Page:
CHICAGO, IL – When the city announced this week that a nonprofit organization had been granted permission to sell Asian kale salad and other “healthy, local food” out of repurposed newsstands downtown, Mayor Rahm Emanuel heralded the agreement as evidence of his commitment to create jobs by allowing businesses to innovate.
But an activist who has been working unsuccessfully for years to get the city to allow food carts to sell tamales and other humble snacks throughout Chicago neighborhoods greeted the business permit — granted to e.a.t. spots — as an example of the Emanuel administration playing favorites with an upstart business serving upscale food while working-class entrepreneurs can’t get City Hall to act.
Beth Kregor, director of the University of Chicago’s Institute for Justice Clinic on Entrepreneurship, said she was struck by the optics of e.a.t. spots getting the go-ahead to sell items like tofu scramble wraps and gluten-free muffins at four shuttered newsstands that the city said were “located throughout the central business district.”
If it investigated by the media I am sure we will find out its another typical Emanuel pay toplay deal. His only loyalty is to the almighty dollar. The only reason he has been against foood trucks is to protect his donors.He has given miilions of tax dollars to contributors and thats all he…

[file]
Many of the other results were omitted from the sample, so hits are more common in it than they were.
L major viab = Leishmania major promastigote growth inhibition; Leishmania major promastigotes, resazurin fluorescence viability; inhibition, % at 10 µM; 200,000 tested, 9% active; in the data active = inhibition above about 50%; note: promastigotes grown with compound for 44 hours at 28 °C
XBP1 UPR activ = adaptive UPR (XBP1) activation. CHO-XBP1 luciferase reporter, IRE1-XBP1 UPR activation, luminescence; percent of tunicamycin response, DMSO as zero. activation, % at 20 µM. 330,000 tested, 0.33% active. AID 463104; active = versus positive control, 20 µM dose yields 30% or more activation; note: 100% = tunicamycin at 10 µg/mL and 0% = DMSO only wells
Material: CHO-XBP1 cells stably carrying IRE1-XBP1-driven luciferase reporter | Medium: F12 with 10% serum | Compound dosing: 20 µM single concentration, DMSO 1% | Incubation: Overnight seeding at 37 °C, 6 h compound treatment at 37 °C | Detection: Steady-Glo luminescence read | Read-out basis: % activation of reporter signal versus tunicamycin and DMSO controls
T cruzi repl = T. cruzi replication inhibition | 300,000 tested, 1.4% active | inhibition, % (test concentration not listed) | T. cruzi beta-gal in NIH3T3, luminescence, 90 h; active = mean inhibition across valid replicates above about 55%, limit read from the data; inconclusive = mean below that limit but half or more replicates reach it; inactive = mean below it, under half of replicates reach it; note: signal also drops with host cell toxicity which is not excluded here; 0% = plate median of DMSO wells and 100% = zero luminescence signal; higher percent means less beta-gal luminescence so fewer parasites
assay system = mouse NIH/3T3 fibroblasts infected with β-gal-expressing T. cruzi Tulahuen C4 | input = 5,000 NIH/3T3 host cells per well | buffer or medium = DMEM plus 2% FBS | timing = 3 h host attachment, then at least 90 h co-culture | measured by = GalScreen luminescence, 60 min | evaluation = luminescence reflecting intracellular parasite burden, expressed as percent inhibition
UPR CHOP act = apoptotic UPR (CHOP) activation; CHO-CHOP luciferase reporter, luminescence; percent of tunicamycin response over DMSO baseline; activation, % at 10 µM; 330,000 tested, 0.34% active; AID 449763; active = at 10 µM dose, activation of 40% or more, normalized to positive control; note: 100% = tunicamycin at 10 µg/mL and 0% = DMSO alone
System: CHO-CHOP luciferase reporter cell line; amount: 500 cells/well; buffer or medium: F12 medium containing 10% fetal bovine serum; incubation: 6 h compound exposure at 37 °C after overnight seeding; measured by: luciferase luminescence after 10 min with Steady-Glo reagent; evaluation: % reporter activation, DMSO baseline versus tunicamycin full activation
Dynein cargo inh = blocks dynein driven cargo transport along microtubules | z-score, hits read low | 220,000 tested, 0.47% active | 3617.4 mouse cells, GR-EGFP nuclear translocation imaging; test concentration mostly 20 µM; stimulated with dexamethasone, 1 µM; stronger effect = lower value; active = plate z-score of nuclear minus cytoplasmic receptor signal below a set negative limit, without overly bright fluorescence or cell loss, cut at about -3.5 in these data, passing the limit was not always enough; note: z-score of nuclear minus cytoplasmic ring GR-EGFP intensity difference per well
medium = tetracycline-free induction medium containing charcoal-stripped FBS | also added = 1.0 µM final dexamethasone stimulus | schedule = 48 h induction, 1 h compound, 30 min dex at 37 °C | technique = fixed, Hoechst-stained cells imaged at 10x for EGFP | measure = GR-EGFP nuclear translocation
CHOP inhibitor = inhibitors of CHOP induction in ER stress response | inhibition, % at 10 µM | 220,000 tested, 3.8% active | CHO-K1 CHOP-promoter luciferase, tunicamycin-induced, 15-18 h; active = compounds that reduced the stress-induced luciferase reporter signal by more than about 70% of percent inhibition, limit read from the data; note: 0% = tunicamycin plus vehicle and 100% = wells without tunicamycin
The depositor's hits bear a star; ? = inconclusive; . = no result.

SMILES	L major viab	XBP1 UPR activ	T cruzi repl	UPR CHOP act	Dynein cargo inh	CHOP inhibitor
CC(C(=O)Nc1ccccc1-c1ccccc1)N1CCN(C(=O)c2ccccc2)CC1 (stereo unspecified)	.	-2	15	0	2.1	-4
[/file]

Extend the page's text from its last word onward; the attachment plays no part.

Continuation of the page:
Meanwhile, Kregor said, independent cart operators in neighborhoods like Little Village still have to worry they will get ticketed or even arrested because it is illegal for them to sell corn and cut-up fruit.
“It’s astounding that this very traditional business that’s really pulsing at the heart of many of our communities remains outlawed,” Kregor said.
Ald. Roberto Maldonado, 26th, introduced an ordinance in May to license food carts, saying the vendors now found all over his Northwest Side ward are desperate to come into compliance so they don’t have to constantly worry about getting hassled by police.
“Why shouldn’t we embrace this entrepreneurship that’s been going on in Chicago for decades?” Maldonado said at the time.
Maldonado’s proposal, which would require cart operators to pay a $100 annual licensing fee and prepare food in licensed kitchens, has not received a City Council hearing. Maldonado said calling e.a.t. spots an emerging business is “a stretch,” but that he thinks it means his own plan has a good chance of success. He said he expects to get a hearing soon on his food cart ordinance soon “so that we can bring these businesses out of the shadows.”
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